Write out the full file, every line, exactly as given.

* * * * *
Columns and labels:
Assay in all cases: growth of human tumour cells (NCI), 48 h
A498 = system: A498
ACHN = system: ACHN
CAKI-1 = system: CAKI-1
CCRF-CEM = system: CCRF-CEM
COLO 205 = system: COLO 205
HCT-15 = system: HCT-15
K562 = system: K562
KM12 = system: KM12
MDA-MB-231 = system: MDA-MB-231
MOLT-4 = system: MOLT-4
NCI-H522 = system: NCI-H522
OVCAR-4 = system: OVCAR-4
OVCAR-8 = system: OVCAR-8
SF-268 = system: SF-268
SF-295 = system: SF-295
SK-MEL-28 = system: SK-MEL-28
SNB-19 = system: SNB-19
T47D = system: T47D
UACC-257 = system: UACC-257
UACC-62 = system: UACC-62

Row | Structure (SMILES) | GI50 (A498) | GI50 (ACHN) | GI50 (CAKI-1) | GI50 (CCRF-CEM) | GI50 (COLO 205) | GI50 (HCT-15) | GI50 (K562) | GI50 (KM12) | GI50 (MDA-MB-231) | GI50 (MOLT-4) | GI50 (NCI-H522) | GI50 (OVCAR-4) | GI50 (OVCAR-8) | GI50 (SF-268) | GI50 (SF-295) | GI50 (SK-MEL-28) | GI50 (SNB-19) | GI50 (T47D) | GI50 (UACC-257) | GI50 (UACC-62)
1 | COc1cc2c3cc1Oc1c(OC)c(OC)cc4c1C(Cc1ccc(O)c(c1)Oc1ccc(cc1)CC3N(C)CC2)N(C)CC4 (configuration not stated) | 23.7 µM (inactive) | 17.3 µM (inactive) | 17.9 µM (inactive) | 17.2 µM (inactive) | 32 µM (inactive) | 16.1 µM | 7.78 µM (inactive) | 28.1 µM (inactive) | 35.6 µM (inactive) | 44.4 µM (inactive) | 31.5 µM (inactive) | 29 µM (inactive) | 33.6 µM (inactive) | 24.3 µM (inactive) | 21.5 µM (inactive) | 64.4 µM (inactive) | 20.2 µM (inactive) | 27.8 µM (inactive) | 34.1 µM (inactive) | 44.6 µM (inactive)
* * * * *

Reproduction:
Columns and labels:
Assay in all cases: growth of human tumour cells (NCI), 48 h
A498 = system: A498
ACHN = system: ACHN
CAKI-1 = system: CAKI-1
CCRF-CEM = system: CCRF-CEM
COLO 205 = system: COLO 205
HCT-15 = system: HCT-15
K562 = system: K562
KM12 = system: KM12
MDA-MB-231 = system: MDA-MB-231
MOLT-4 = system: MOLT-4
NCI-H522 = system: NCI-H522
OVCAR-4 = system: OVCAR-4
OVCAR-8 = system: OVCAR-8
SF-268 = system: SF-268
SF-295 = system: SF-295
SK-MEL-28 = system: SK-MEL-28
SNB-19 = system: SNB-19
T47D = system: T47D
UACC-257 = system: UACC-257
UACC-62 = system: UACC-62

Row | Structure (SMILES) | GI50 (A498) | GI50 (ACHN) | GI50 (CAKI-1) | GI50 (CCRF-CEM) | GI50 (COLO 205) | GI50 (HCT-15) | GI50 (K562) | GI50 (KM12) | GI50 (MDA-MB-231) | GI50 (MOLT-4) | GI50 (NCI-H522) | GI50 (OVCAR-4) | GI50 (OVCAR-8) | GI50 (SF-268) | GI50 (SF-295) | GI50 (SK-MEL-28) | GI50 (SNB-19) | GI50 (T47D) | GI50 (UACC-257) | GI50 (UACC-62)
1 | COc1cc2c3cc1Oc1c(OC)c(OC)cc4c1C(Cc1ccc(O)c(c1)Oc1ccc(cc1)CC3N(C)CC2)N(C)CC4 (configuration not stated) | 23.7 µM (inactive) | 17.3 µM (inactive) | 17.9 µM (inactive) | 17.2 µM (inactive) | 32 µM (inactive) | 16.1 µM | 7.78 µM (inactive) | 28.1 µM (inactive) | 35.6 µM (inactive) | 44.4 µM (inactive) | 31.5 µM (inactive) | 29 µM (inactive) | 33.6 µM (inactive) | 24.3 µM (inactive) | 21.5 µM (inactive) | 64.4 µM (inactive) | 20.2 µM (inactive) | 27.8 µM (inactive) | 34.1 µM (inactive) | 44.6 µM (inactive)